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« A Sign of Baseball without Steroids | Main | Can Boston Handle Nova's Low Heat? »
Thursday
Sep052013

That's Quite a Curveball, Sonny

Sonny Gray has emerged as one of the game's great strikeout artists during his brief MLB career, punching out hitters at the sixth-highest clip (9.5 per nine innings) among American League pitchers who have thrown at least 35 frames this season. The 2011 first-round pick out of Vanderbilt has racked up those Ks with his curveball, which Baseball America called a "knockout" pitch and the best in the Oakland A's system entering 2013. Batters would surely agree: Gray has more strikeouts with his curve (20) since being inserted into the A's rotation on August 10 than every MLB starter not named A.J. Burnett.

Here's more on Gray's curveball, as the whiff-prone Houston Astros (punching out in an MLB-leading 25.5 percent of their plate appearances) just try to put the wicked pitch in play.

  • The 5-foot-11, 200 pound righty gets plenty of downward movement on his curveball, as it drops an average of 8.3 inches compared to a pitch thrown without spin. For comparison's sake, the average downward break on a curveball for starters is 5.8 inches. The only starters who throw the pitch regularly with more downward break are Chris Tillman, Kris Medlen, Adam Wainwright, Cliff Lee, Doug Fister, Gio Gonzalez, Felix Doubront, Jeremy Hellickson and A.J. Griffin.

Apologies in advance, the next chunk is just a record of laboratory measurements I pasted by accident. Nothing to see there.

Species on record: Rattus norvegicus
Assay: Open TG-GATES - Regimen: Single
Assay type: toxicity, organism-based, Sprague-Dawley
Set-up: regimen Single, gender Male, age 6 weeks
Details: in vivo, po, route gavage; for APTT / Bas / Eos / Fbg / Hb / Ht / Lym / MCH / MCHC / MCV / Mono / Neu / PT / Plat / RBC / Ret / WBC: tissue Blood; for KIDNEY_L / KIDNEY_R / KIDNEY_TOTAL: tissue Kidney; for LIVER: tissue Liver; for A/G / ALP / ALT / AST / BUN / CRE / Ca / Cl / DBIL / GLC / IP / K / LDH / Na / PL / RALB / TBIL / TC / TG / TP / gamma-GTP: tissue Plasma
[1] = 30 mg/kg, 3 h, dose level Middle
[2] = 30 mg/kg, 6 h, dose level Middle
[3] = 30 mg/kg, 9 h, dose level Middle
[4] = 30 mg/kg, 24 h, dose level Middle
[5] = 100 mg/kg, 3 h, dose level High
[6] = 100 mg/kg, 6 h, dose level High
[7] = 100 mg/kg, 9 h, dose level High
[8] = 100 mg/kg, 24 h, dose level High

• With that droping action on his curveball, Gray has buried the pitch as hitters' knees. Gray has thrown his curveball to the lower third of the strike zone 69.4% of the time, far above the 56.2% average for starters. Teammate Tommy Milone and Burnett are the only starters to throw a higher percentage of lower-third curves.

Pitch location of Gray's curveball

 

  • Pitchers with curveballs that drop like Gray's tend to induce more swings and misses than those with lesser downward break (hitters whiff about 31% of the time against curves with at least eight inches of downward movement, compared to about 28% on curves with less than eight inches of downward break). That has certainly been the case with Gray, who boasts a 42% miss rate with his curveball. That's on par with Fister, Stephen Strasburg (41%) and Clayton Kershaw (40.5%) for tops among starters.
  • Hurlers are also much more effective when they keep their curves low in the strike zone (.234 opponent slugging percentage) than when they hang a breaker in the upper-third of the plate (.319 opponent slugging percentage). Keeping his curve low in the zone, Gray has limited batters to a .125 slugging percentage against the pitch. He has yet to allow a home run when he snaps off a curveball.

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Reader Comments (1)

sixth best K/9? Why do I see 31 players with k/9 of 9.54 or more and 40 ip at
http://espn.go.com/mlb/stats/pitching/_/league/al/sort/strikeoutsPerNineInnings/type/expanded-2/minip/40 ?

September 6, 2013 | Unregistered CommenterJiminNC
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